The Salmon P. Chase Papers - Vol. 3

By John Niven; James P. McClure et al. | Go to book overview
Philadelphia. A telegram just received indicates a good deal of uneasiness in New-York, created by the impression that the propositions referred to, will not meet the approval of Congress. How this may be, I am unable, of course, to say / A number of influential members have expressed to me their approval of them; and I beleive that, if they are cordially sustained by the sound financial men in the three great cities, they will encounter no very serious opposition.Please write me on this subject fully, and keep me advised, either personally or through Mr. Vail.4 I miss your counsels much, and should be very glad to see you.Permit me to congratulate you on the improved aspect of public affairs. Mr. Stanton's accession to the Department of War, will, I trust and beleive, give a new impetus to movements, and the needed guaranties of economy.5My daughter Nettie has been ill with scarlet fever at Philadelphia, and Katie has been there, also, in attendance upon her. Nettle is recovering, but Katie, I learn, has a severe cold and is almost sick.6 If possible, I mean to go to Philadelphia tomorrow.Please make my best regards acceptable to Mrs. Stevens and the young ladies.Yours most sincerely S P CHASE John A. Stevens, Esq., New-York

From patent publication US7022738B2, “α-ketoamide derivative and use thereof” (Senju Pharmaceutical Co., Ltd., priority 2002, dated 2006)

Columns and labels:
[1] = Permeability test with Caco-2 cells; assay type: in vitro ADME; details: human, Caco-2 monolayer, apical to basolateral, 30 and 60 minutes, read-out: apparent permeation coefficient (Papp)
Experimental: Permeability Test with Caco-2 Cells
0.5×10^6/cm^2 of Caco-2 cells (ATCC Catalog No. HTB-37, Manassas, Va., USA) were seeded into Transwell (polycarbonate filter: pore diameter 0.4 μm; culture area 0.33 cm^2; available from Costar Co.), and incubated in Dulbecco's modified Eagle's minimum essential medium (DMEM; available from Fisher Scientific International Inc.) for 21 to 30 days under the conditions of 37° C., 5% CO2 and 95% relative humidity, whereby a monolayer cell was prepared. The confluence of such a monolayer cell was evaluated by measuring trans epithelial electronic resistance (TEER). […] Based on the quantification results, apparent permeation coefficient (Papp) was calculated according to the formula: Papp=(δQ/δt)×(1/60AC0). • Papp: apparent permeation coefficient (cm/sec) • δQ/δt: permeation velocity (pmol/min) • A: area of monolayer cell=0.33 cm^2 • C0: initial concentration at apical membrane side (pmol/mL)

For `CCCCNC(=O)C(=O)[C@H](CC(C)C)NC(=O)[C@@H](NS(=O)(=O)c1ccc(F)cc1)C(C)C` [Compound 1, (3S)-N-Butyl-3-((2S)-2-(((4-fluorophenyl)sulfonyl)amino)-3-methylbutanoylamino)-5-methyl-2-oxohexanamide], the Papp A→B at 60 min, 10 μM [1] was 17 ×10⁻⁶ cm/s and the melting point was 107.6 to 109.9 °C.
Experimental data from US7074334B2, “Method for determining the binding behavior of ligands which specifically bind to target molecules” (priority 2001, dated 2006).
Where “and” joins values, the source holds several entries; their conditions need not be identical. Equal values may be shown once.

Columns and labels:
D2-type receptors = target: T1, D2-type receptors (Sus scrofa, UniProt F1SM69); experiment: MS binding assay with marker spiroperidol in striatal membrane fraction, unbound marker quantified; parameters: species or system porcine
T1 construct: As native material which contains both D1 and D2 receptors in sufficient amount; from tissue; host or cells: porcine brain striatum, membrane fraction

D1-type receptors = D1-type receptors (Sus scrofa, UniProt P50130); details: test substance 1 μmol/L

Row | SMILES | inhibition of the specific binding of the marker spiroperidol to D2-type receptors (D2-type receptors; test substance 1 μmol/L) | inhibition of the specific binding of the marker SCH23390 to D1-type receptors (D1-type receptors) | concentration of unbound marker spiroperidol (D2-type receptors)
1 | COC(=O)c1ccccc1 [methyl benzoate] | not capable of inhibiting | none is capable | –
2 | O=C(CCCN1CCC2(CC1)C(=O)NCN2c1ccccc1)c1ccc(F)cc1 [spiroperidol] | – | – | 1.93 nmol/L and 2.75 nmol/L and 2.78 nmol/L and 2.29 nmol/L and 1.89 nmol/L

Report of the Secretary of the Treasury, on the Finances, 37th Cong., 1st sess., 1861, S. Ex. Doc. 2, 14.
Legislation enacted on July 17, 1861, authorized Chase to issue non-interest- bearing Treasury notes "payable on demand by the Assistants Treasurers of the United States at Philadelphia, New York, or Boston." Statutes at Large, 12:259.
The statement has six points altogether. Chase Papers, 1:327.
Henry F. Vail. In his response, Stevens encouraged passage of a large tax bill, the issuance of "exchequer bills" to pay contractors, and limited legalization for U.S. notes as legal tender. Stevens to Chase, Jan. 21, 1862 (Chase Papers, Hist. Soc. of Pa.).
The Senate had confirmed Edwin M. Stanton as secretary of war on January 15. DAB, 17:518.
Previous reports from Philadelphia inaccurately suggested that Kate Chase had scarlet fever. Henry D. Cooke to Chase, Jan. 17, 1862 (Chase Papers, Hist. Soc. of Pa.).

FROM EDWARD L. PIERCE

Autograph letter. Port Royal Correspondence, Records of Civil War Special Agencies of the Treasury Department (Record Group 366), National Archives (micro 19:0063).

This to be handed to Secretary Chase for his personal reading--the matter requiring his immediate personal attention--

Port Royal 19 Jan 1862.

Hon Salmon P Chase.

My Dear Sir.

I reached here on Friday last--having left N.Y. on Monday morning last and having been delayed there by Collector Barney who desired

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